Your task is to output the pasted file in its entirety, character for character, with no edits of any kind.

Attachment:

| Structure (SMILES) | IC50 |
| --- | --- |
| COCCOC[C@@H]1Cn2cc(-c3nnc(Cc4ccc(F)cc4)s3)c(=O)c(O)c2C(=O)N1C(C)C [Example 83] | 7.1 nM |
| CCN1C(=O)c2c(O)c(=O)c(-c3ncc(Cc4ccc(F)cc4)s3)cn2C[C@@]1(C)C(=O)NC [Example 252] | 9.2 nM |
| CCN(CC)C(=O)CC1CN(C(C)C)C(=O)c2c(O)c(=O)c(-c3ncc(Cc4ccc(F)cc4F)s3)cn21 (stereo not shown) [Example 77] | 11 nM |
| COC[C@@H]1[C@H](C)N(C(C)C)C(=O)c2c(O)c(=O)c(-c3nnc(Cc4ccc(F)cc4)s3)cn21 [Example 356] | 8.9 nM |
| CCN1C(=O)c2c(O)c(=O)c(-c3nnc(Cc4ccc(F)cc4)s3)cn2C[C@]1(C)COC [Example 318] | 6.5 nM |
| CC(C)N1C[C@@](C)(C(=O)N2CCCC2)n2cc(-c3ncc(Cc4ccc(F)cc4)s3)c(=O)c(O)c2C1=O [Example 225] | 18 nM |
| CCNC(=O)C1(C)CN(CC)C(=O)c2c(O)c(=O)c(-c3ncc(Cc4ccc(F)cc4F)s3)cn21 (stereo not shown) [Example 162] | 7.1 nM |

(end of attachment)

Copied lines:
| Structure (SMILES) | IC50 |
| --- | --- |
| COCCOC[C@@H]1Cn2cc(-c3nnc(Cc4ccc(F)cc4)s3)c(=O)c(O)c2C(=O)N1C(C)C [Example 83] | 7.1 nM |
| CCN1C(=O)c2c(O)c(=O)c(-c3ncc(Cc4ccc(F)cc4)s3)cn2C[C@@]1(C)C(=O)NC [Example 252] | 9.2 nM |
| CCN(CC)C(=O)CC1CN(C(C)C)C(=O)c2c(O)c(=O)c(-c3ncc(Cc4ccc(F)cc4F)s3)cn21 (stereo not shown) [Example 77] | 11 nM |
| COC[C@@H]1[C@H](C)N(C(C)C)C(=O)c2c(O)c(=O)c(-c3nnc(Cc4ccc(F)cc4)s3)cn21 [Example 356] | 8.9 nM |
| CCN1C(=O)c2c(O)c(=O)c(-c3nnc(Cc4ccc(F)cc4)s3)cn2C[C@]1(C)COC [Example 318] | 6.5 nM |
| CC(C)N1C[C@@](C)(C(=O)N2CCCC2)n2cc(-c3ncc(Cc4ccc(F)cc4)s3)c(=O)c(O)c2C1=O [Example 225] | 18 nM |
| CCNC(=O)C1(C)CN(CC)C(=O)c2c(O)c(=O)c(-c3ncc(Cc4ccc(F)cc4F)s3)cn21 (stereo not shown) [Example 162] | 7.1 nM |